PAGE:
For fall 2015, Apple is preparing an “S” iPhone upgrade that superficially preserves the exterior designs of the iPhone 6 and iPhone 6 Plus, but includes a collection of major internal changes. In May, we reported that this new “iPhone 6S” line would debut this fall with a Force Touch, pressure-sensitive display as one of its marquee features. Now, a proven source familiar with Apple’s supply chain has provided us with the most extensive look yet at Apple’s next iPhone, sharing the first photos of the iPhone 6S’s external metal casing, plus an in-depth look at the new iPhone’s internals. Today, we’re focusing on the exterior of the next iPhone, which appears to refute a number of potential changes that some have speculated were destined for this model.
speakers ▪ June 30
speakers ▪ June 28
Update: Apple has confirmed in a statement to Buzzfeed that Apple is working with Sonos to get Apple Music available on the connected speaker system by the end of the year. Original story below.
Apple Music senior director Ian Rogers — ex Beats Music CEO — has announced on Twitter that integration with Sonos for Apple Music is coming as soon as possible. Although Beats Music did have native support on the popular internet-connected speaker system, there have been no announcements about a partnership with Apple Music so far. In the tweet, Rogers confirms that there will be no Sonos integration at launch.
speakers ▪ June 12
According to a new report from Variety, Beats was developing a line of Sonos-like speakers before it was acquired by Apple. When the Apple acquisition occurred, development of the connected speakers was stopped, according to the report. Some of the engineers that were working on the project were moved to other teams, while others have since left the company.
The line of speakers that Beats had planned was originally slated to launch before the 2014 holiday season. While the company already offers several Bluetooth-based speakers, the company wanted to develop a new line that combined Bluetooth, WiFi, and NFC technologies to allow for more seamless playback. Beats was planning a large, living room speaker that was reportedly going to be priced at around $750, as well as several smaller, more affordable options.
speakers ▪ May 20
Apple’s plan to manage upcoming HomeKit-compatible accessories could revolve around a new iOS app called “Home,” according to sources familiar with the app. Introduced at last year’s Worldwide Developers Conference, HomeKit is an Apple initiative designed to encourage accessory makers to integrate “connected home” accessories such as Wi-Fi garage door openers, smart thermostats akin to Nest’s Learning Thermostat, and wireless door locks with iPhones and iPads. Using Siri or the Home app, users will be able to remotely control parts of their homes directly from iOS devices…
speakers ▪ April 15
Over the past fifteen years, I’ve seen certain commenters pick the same fight literally every time Apple releases another device: “are accessories really needed for _____?” Fill the blank in with “iPod,” “iPhone,” “iPad,” “Apple TV,” or “Apple Watch” and you’ll see how the answer has eventually turned out to be “yes” every time. Even though I’ve tested virtually every type of Apple accessory out there, I couldn’t help but shake my head when companies first announced cases for the Apple TV’s remote control. Crazy, right? But there were eventually behind-TV mounts, Bluetooth keyboards, and universal remote controls that became truly handy for even Apple’s least-accessorized device.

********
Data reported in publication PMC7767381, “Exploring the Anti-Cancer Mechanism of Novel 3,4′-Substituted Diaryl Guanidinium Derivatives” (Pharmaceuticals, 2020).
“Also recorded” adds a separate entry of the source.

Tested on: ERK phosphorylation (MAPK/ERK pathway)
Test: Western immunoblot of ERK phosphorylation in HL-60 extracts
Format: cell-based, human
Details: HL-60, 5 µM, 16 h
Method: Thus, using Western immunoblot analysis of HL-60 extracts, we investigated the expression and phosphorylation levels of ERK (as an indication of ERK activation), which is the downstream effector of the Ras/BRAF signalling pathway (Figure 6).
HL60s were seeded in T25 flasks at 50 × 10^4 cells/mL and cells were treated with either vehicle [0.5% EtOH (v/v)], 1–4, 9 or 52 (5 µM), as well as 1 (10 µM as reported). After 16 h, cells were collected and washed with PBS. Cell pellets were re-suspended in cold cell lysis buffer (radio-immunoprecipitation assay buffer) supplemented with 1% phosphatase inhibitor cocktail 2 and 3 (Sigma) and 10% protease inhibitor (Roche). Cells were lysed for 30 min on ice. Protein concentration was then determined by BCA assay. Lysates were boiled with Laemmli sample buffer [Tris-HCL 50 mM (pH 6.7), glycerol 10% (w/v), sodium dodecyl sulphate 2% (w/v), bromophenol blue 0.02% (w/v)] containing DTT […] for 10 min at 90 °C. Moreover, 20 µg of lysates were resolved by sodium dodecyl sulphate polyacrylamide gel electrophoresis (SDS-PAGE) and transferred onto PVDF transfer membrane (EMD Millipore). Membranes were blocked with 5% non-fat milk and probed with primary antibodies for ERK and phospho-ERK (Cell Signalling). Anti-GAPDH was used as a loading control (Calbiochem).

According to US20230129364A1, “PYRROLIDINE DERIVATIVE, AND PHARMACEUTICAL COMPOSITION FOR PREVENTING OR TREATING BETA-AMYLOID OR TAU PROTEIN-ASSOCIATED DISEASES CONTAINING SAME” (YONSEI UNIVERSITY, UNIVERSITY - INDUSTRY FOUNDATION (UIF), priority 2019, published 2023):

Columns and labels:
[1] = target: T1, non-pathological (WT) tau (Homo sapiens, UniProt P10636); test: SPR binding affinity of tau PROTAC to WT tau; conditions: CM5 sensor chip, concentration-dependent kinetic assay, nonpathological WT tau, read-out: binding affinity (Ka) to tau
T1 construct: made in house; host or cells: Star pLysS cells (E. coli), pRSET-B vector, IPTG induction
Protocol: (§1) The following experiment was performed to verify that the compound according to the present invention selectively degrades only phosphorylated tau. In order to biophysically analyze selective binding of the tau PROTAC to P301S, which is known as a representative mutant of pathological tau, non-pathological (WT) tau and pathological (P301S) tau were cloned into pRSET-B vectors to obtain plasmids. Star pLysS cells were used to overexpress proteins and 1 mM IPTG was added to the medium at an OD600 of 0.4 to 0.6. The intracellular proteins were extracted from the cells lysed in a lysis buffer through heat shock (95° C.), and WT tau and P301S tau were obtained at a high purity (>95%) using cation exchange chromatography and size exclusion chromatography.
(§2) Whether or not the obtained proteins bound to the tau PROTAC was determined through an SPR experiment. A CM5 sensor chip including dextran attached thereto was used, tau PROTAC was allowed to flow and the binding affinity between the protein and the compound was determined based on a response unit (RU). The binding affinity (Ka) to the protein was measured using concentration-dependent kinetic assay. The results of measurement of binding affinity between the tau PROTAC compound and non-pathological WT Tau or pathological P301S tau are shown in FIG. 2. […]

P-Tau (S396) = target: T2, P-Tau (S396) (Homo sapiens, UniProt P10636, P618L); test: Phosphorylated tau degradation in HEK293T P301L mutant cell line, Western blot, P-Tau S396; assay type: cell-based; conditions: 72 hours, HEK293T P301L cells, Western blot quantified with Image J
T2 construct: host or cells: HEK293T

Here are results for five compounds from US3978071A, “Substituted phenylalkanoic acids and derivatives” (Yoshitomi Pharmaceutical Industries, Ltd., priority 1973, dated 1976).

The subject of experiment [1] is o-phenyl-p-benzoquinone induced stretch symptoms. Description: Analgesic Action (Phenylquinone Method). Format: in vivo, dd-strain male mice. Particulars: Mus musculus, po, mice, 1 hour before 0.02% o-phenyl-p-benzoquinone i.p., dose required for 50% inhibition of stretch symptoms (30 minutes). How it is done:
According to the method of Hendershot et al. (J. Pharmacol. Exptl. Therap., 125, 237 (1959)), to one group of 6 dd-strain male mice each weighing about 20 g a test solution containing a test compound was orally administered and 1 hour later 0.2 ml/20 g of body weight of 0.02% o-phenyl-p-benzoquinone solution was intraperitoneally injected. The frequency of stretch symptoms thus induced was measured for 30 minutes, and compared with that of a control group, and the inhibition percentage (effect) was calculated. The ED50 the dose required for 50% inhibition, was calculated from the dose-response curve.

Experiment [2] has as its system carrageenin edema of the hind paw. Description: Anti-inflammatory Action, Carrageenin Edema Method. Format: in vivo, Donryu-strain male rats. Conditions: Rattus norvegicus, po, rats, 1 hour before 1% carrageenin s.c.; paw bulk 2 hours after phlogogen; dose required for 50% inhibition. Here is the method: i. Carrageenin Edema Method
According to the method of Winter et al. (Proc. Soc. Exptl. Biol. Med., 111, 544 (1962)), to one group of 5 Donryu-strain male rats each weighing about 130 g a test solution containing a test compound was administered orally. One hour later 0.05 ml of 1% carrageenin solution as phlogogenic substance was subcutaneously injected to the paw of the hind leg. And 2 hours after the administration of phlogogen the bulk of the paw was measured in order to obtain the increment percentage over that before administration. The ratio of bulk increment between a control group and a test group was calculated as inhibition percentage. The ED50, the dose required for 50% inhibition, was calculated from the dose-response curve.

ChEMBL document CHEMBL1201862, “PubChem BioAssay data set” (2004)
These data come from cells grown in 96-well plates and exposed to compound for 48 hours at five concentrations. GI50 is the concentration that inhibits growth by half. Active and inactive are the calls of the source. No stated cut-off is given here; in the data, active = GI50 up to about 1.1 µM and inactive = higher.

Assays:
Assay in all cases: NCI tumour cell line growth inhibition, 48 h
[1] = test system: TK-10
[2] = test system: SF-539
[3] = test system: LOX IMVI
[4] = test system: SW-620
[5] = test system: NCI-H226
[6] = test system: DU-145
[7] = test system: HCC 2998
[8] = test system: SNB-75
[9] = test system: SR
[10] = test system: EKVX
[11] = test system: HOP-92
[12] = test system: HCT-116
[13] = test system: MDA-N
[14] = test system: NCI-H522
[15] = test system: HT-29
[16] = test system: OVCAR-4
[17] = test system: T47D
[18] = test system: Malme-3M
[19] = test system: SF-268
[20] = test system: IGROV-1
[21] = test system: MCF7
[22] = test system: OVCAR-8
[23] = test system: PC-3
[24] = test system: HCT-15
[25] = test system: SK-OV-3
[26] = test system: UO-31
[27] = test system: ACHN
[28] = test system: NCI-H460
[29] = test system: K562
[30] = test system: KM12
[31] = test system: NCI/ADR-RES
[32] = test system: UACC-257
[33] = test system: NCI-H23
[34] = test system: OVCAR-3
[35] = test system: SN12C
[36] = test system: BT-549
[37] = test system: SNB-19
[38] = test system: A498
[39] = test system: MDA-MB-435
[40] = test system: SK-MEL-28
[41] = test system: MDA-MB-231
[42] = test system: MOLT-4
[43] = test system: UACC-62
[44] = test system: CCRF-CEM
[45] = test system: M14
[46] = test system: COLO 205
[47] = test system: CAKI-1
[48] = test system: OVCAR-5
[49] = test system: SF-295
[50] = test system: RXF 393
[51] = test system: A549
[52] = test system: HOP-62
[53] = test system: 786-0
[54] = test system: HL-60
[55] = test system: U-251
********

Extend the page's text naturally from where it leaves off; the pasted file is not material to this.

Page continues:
Now the Apple Watch is coming, and despite Apple’s focus on its purely aesthetic customizability — including welcoming third-party band makers to the party — the “is this necessary?” comments are appearing again. “Nothing like a faux carbon fiber decal on your watch to convey your sense of good taste,” said one commenter, who separately opined that “every protective product listed here is the modern day equivalent of plastic-covered furniture.” To be honest, I personally agree with the first sentiment, but I’m not the target market for stickers. And I can still remember some people describing iPhone cases as plastic-wrapped furniture, back before Apple started selling them, too. So who’s actually right here, a handful of anonymous commenters acting as arbiters of universal style, or consumers looking to have fun customizing their new toys to their personal tastes?…
speakers ▪ March 26
As I noted in Part 1 of How-To: Decode Apple’s Tech Specs pages before buying a new Mac, Apple has designed the Mac purchasing process to be easy: pick a model, pick the good, better, or best configuration, hand over your cash, and enjoy your computer. Since most people get confused by tech specs — bullet points filled with numbers and acronyms — Apple downplays them in its marketing materials, leaving customers to sort through the details and figure out what most of them mean.
But these specs are really important when you’re shopping for the right Mac for your current and future needs. So I’ve created this How-To guide to walk you through each of Apple’s Tech Specs pages using clear explanations, hopefully enabling you to properly understand what you’re about to buy. Part 1 focused on the “big 5″ Mac specs you really need to know about, and this Part 2 looks at the rest — generally things that remain the same in a given model, regardless of the configuration you choose…